Table of contents

Pneumocystis pneumonia


Key sources

The following summarized guidelines for the evaluation and management of pneumocystis pneumonia are prepared by our editorial team based on guidelines from the British HIV Association (BHIVA 2024), the Infectious Diseases Society of America (IDSA/CDC/NIH/HIVMA 2024), the American College of Radiology (ACR 2019), the Infectious Diseases Society of America (IDSA/ASCO 2018), the European Conference on Infections in Leukaemia (ECIL 2016), ...
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Screening and diagnosis

Diagnosis: as per BHIVA 2024 guidelines, suspect PCP in any patients with HIV developing new-onset, or worsening of pre-existing, respiratory symptoms, with an abnormal chest radiograph.
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Classification and risk stratification

Severity assessment: as per ECIL 2016 guidelines, classify non-HIV infected patients with PCP as having mild versus moderate-to-severe disease severity.
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Miller criteria for PCP severity assessment
Symptoms and signs
Dyspnea on exertion with or without cough and sweats
Dyspnea on minimal exertion, occasional dyspnea at rest, fever, cough
Dyspnea at rest, tachypnea at rest, persistent fever, cough
Arterial oxygen tension (PaO2) at rest, room air
> 11.0 kPa (> 82.5 mmHg)
8.1-11.0 kPa (60.75-82.5 mmHg)
< 8.0 kPa (< 60 mmHg)
SaO2 (SaO₂) at rest, room air
> 96%
< 91%
Normal or minor perihilar shadowing
Diffuse interstitial shadowing
Extensive interstitial shadowing with or without diffuse alveolar shadowing
PCP severity cannot be accurately assessed

Diagnostic investigations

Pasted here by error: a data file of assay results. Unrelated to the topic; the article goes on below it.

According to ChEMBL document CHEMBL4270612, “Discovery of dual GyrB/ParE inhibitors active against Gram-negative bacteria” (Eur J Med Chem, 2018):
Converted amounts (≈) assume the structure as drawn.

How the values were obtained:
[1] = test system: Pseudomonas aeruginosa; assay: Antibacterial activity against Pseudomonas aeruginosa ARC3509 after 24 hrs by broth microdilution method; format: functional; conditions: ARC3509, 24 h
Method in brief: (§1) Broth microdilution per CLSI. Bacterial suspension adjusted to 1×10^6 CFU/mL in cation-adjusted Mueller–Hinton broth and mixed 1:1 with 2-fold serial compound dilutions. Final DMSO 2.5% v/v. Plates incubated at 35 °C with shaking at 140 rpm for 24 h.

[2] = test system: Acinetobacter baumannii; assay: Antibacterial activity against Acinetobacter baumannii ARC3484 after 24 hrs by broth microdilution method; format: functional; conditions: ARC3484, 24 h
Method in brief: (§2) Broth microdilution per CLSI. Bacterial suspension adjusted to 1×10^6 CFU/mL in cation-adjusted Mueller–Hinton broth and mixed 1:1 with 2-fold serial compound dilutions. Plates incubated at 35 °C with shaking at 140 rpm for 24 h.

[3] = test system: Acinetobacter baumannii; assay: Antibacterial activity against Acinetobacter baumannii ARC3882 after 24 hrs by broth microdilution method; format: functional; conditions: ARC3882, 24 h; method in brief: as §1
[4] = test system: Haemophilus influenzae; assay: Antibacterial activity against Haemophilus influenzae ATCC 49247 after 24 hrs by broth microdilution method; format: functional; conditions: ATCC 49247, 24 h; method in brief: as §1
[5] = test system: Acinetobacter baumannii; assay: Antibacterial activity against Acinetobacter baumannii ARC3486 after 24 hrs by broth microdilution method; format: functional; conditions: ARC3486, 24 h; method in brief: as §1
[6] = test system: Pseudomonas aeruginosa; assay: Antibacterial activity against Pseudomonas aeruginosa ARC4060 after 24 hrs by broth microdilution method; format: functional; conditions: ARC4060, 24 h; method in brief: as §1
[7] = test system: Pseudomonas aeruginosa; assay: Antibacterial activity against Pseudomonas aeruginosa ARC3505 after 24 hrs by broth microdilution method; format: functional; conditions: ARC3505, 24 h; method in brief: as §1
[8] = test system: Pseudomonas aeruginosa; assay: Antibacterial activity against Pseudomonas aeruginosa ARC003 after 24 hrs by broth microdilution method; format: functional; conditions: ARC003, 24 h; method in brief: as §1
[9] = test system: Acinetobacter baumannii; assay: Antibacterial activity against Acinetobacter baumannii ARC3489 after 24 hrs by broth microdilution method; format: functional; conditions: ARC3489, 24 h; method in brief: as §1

Respiratory tract specimen testing: as per BHIVA 2024 guidelines, obtain immunofluorescence, histochemistry, or PCR of induced sputum or BAL for the diagnosis of PCP.
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  • Blood tests

  • Chest imaging

Respiratory support

Noninvasive ventilation: as per ECIL 2016 guidelines, monitor patients with PCP for acute respiratory failure to ensure timely admission to the ICU, as late ICU transfers are associated with increased mortality rates.
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Medical management

Indications for treatment: as per ECIL 2016 guidelines, use composite criteria to assess the need for diagnostic bronchoscopy and empiric treatment against P. jirovecii, as single clinical diagnostic criteria are insufficient to prove the diagnosis. Factors that increase clinical suspicion include:
patient at risk
clinical signs and symptoms: dyspnea and/or cough, fever (May rarely be absent), hypoxemia (May not yet be present), chest pain (rare; usually from pneumothorax)
radiology findings compatible with PCP (preferably thoracic CT scan)
with or without unexplained serum LDH elevation.

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  • Route and duration of treatment

  • First-line antimicrobial therapy

  • Second-line antimicrobial therapy

  • Adjunctive corticosteroids (HIV-positive)

  • Adjunctive corticosteroids (HIV-negative)

  • ART

Preventative measures

Primary prophylaxis, indications: as per BHIVA 2024 guidelines, initiate primary prophylaxis for PCP in all adult patients with HIV infection with a CD4 count < 200 cells/µL.
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  • Primary prophylaxis (first-line regimens)

  • Primary prophylaxis (alternative regimens)

  • Primary prophylaxis (discontinuation)

  • Secondary prophylaxis (initiation)

  • Secondary prophylaxis (first-line regimens)

  • Isolation

Follow-up and surveillance

Management of drug adverse events: as per BHIVA 2024 guidelines, continue TMP/SMX prophylaxis, if possible, in patients experiencing minor adverse reactions, and offer supportive care before discontinuation.
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  • Assessment of treatment response